Triveni Digital will demonstrate its Ensignia digital signage system at NAB.

Bachofen said a key challenge in maintaining any successful digital signage operation is the effective distribution of constantly updated content to dozens or hundreds of display sites.

“The Internet works well for delivering HTML pages and audio clips to individual users, but not so well for delivering high-quality multimedia files to numerous sites,” he said. “Satellite delivery can be used, but at a high cost for satellite equipment and transponder capacity. But a very convenient and cost-effective solution is digital TV data broadcasting, which leverages individual public or private stations for local content distribution applications such as news, public affairs, special environmental reports, and so on. And larger station groups can utilize their nationwide footprint for national applications.”

ONE SIGN

Harris Corp. also plans to show its digital signage applications at NAB with its InfoCaster product line. According to Doug Collins, strategic marketing manager, for Harris Digital Signage Solutions, “Our initiative with digital signage is very much in line with our ‘one’ philosophy, which, in part, means we treat the larger problem of supporting a content delivery chain holistically—helping customers manage a day-in-the-life of a piece of content, if you will, from its creation to its presentation.”

Collins said a local station with no background in digital signage could start with something basic to tackle the learning curve (such as implementing digital signage in the lobby of its own facility) to enable the production staff to experiment with the medium and figure out what works and what doesn’t.

“From there, the next logical step might be to develop a strategy and business model for reaching a specific demographic in their area, which would include identifying the likely venues,” he said. “The content strategy is important, as is the approach taken to build an inventory valuable to the local advertising community.”

At the NAB Show, Collins said Harris plans to demonstrate how it can provide support for an overall content delivery chain for digital signage—from creation and ingest through scheduling and presentation, including how a broadcaster can target content by various criteria. Harris also plans to use its capabilities to meet its own marketing needs by driving digital signage throughout its NAB Show booth (N2502) using its own signage systems to promote its wares.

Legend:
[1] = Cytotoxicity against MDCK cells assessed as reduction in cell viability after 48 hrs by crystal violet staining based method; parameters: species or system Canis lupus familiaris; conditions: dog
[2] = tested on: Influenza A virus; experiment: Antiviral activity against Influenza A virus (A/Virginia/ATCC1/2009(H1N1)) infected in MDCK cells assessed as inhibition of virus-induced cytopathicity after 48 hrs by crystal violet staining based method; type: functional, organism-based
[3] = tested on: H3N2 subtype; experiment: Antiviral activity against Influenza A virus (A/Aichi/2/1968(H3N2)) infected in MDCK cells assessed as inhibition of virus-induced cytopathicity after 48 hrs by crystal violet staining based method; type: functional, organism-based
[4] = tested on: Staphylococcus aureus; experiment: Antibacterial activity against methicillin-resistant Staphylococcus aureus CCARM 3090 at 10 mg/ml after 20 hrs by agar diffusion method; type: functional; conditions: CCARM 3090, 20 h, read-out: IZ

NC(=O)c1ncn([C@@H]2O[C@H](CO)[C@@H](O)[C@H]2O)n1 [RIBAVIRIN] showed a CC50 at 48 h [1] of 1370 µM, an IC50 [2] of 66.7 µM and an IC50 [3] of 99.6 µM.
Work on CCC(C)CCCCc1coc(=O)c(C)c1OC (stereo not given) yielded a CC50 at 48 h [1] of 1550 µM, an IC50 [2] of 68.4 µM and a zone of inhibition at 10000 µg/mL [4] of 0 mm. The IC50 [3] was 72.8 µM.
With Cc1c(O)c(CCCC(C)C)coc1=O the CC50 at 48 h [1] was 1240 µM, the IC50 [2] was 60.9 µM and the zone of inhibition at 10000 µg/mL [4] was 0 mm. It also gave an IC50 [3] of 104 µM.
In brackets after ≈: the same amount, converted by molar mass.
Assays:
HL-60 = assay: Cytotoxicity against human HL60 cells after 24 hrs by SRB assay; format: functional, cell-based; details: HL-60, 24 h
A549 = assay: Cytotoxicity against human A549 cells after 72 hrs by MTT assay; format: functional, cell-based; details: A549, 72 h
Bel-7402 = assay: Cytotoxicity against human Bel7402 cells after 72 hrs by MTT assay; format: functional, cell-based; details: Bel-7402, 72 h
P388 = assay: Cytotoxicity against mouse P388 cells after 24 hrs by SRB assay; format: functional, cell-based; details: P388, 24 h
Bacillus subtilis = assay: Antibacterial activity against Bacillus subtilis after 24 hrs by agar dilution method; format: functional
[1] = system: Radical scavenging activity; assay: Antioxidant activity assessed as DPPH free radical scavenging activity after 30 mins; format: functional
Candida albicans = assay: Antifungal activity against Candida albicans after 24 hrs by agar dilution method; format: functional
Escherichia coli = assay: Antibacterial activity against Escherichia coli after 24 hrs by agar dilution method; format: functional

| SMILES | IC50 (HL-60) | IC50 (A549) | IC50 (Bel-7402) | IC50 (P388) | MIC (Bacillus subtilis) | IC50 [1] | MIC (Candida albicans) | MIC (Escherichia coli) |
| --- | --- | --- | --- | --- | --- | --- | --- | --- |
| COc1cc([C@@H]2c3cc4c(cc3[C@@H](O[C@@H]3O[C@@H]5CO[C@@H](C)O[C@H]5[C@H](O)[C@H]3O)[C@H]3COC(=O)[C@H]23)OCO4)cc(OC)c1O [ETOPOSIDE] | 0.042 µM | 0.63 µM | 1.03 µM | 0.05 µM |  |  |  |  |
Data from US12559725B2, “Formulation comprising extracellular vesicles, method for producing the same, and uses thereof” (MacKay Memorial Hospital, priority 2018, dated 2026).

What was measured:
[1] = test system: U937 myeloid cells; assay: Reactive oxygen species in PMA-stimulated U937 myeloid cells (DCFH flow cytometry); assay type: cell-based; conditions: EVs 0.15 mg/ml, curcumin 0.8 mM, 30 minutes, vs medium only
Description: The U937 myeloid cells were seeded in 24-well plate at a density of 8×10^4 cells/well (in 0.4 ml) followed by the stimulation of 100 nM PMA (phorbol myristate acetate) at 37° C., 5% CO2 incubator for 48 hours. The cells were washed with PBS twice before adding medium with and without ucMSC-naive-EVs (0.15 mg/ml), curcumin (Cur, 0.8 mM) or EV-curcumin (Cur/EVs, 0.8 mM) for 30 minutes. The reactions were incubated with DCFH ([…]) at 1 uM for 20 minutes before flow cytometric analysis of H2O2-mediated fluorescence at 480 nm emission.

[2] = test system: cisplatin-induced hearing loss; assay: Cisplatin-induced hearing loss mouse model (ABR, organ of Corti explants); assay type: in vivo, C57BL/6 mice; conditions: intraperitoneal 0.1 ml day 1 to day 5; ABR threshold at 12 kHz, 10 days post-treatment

CLEAR AS THE OUTDOORS

Clear Channel is one broadcast group that already knows something about outdoor advertising (albeit for a long time of the more traditional, passive billboard variety).

Michael Hudes, a NAB digital signage panelist and director of Clear Channel Outdoor, thinks the ability to replace their traditional billboards and other signage with digital displays is creating a “renaissance” for so-called out-of-home media.

“Overnight, [Clear Channel] Outdoor has been turned into the most dynamic, flexible and targeted of all ‘traditional’ and non-Internet media,” Hudes said.

Clear Channel has partnered with broadcasters in every market where it has have deployed digital billboards. “The broadcasters see tremendous value in a medium that allows them to deliver breaking news-oriented content across day parts and geographic boundaries, while also promoting the breadth and depth of their station’s programming throughout the day,” Hudes said. “What better way for a broadcaster to define his brand proposition then to dynamically present his content to an interested public?”

Fellow panelist Joe Amor, president of Microspace (owned by Capitol Broadcasting), believes some of the most significant trends to occur in recent months is the entry into digital signage by the traditional networks.

“The recent TV network acquisitions [such as CBS Outernet’s purchase of SignStorey last fall for more than $70 million] send a message that after years of trying to be taken seriously as a viable advertising alternative to traditional means, digital signage is coming of age,” he said.

“When the largest television broadcasters [including ABC and NBC] throw their collective hats into the ring, as now, digital signage has become a legitimate advertising venue.”

Other NAB panelists will include Virginia Cargill, CEO of CBS Outernet, and Jeff Curtis, senior vice president for sales and marketing at Helius/HughesNet. “The greater challenges with digital signage systems often have little to do with the technology and more to do with the right focus on content,” said Curtis. “For broadcasters, digital signage could represent a new revenue source.”